01 January 2008, 10:16 PM
well just change .uv with .map then it should work:
01 January 2008, 10:39 PM
using the .map coords doesn't give me what I want...
it does not interpolate across the uv space as the nurbs .uv's do,
and how do I know which uv coord map[$n] corresponds to?
I have particles with goalU and goalV if my goal object was nurbs I could easily
fing out where the particles were being attracted to by
float $pos=`pointPosition nurbs.uv[goalU][goalV]`;
unfortunately I am not using nurbs so I want to find a way of doing the same thing with
a poly object
01 January 2008, 10:40 PM
oops posted twice
01 January 2008, 02:27 AM
just a quick try i did - with a sphere which is parented to world..
xform -q -ws -t pSphere1.map - returns a value which does give you usable values..
but when the pSphere is under a group, now the command is NOT returning world space values ??? :rolleyes:
sory this might be fully usable but just wanted to try..
01 January 2008, 09:21 PM
if I understand correctly, you're trying to find a point ANYWHERE on the poly object. I've made a script in the past that did this sorta (it was for a company so I can't post the script). Buttttt, the script involved some math to find an exact location on a plane, the math is basic algebraic math. Basically finding locations between verts based on percentages.
is/of * x/100 = %
soo basically, I'd find the 4 vert locations of the face the object is currently in. And if you take two vectors of two verts in that face, and subtract each other, you'll have a difference that you can move the object through ----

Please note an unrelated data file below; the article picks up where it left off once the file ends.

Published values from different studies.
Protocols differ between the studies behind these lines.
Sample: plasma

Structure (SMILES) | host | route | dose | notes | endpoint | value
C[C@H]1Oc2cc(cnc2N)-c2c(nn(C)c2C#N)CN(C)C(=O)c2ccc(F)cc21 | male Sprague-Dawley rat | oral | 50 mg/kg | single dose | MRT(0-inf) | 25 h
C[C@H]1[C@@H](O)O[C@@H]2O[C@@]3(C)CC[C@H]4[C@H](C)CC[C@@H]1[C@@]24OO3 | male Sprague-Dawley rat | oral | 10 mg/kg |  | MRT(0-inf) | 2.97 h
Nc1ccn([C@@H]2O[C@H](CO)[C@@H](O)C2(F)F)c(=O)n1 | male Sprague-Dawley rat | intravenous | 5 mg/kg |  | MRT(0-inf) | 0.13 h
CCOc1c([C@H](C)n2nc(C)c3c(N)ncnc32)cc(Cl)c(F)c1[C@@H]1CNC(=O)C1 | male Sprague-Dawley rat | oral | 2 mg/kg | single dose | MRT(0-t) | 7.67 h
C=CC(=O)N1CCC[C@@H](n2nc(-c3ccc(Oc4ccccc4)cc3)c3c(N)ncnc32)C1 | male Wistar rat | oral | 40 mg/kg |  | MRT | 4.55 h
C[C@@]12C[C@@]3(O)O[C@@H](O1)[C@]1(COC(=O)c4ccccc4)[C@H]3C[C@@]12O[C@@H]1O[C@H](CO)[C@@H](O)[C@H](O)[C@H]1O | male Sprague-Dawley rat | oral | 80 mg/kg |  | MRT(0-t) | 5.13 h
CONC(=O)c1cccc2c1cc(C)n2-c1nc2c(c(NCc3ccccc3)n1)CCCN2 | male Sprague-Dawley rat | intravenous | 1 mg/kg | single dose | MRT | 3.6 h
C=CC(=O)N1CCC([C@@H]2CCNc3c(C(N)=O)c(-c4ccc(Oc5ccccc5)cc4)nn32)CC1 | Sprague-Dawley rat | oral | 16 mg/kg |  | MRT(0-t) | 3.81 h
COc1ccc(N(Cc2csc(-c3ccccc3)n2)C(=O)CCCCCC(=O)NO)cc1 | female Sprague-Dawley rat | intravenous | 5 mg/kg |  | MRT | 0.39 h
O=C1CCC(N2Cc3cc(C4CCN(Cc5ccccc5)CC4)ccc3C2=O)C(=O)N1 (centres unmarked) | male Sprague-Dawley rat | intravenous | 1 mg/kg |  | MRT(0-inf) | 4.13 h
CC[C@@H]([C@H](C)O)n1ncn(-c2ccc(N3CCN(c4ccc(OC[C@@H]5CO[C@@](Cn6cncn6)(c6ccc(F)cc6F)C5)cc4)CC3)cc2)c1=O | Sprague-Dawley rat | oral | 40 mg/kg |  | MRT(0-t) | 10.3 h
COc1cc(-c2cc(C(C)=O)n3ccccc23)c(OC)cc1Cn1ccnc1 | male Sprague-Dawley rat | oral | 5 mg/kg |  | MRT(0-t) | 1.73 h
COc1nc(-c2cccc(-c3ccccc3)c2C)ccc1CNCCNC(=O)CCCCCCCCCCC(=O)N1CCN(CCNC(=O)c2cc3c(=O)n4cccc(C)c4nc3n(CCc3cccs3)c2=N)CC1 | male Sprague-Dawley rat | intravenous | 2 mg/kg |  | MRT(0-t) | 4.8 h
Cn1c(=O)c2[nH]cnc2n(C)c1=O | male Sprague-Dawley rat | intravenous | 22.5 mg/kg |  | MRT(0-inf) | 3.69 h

so the possible movement area between these two verts is
<<(x2-x1), (y2-y1), (z2-z1)>>
<<2,5,3>> --- This is your "Of" value in the equation I wrote above.
so to pull the percentage, this would be an already existing attribute on the particles themself of object itself. For particles, just make another general per particle array.
but lets say the object is 70 % between both of those verts
Soo for this --- is/of * x/100 = %
You'd look for the "Is"
And just plug in your vector you found
X/2 * 70/100 = 1.4
X/5 * 70/100 = 3.5
X/3 * 70/100 = 2.1
So, the vector 70% between point 1 and point 2 is -
<<1.4, 3.5, 2.1>>
You'd write these in scripting like this --
$Is = Of * x /100;
float $X = 2*70 / 100;
Then add the found values for point 1 -
And just do it for your x y and z, but this is a bit of work. SOOOO I dunno if you feel like writing out the math for this.
Seeing how polygon objects have UVs, and are set points in space, it's hardder to find specific points on the object. Nurbs are all math, so the mesh uses the logitude and latitude as U and V values, but you know that.
Here is something I wrote up real fast, but pretty much all it does is find the selected UV on the poly object's UV Map and converts it to a vert and finds the point in space of the vert.
string $selUV=`ls -sl -flatten`;
//Convert selection to Verts
string $selected=`ls -sl -flatten`;
//World Space Point Position
vector $pointPos=`pointPosition $selected`;
//Select the original UV again
Thats the best I can do without writing a bit larger of a code for you.
But, if you are doing this for a particle system, it's easy to just run through the verts as a goal value, and the particle will like float to the next point, you just need to lower the goal weight. That way the particles will move to the next particle. You can find the next vert to move to by finding the connected edges to the vert and find the verts on one of those edges and the vert that you arn't currently at would be the only other vert listed.
DAMN, that was long
01 January 2008, 11:09 PM
didn't update in the server that I posted anything on this thread ---
01 January 2008, 11:09 PM
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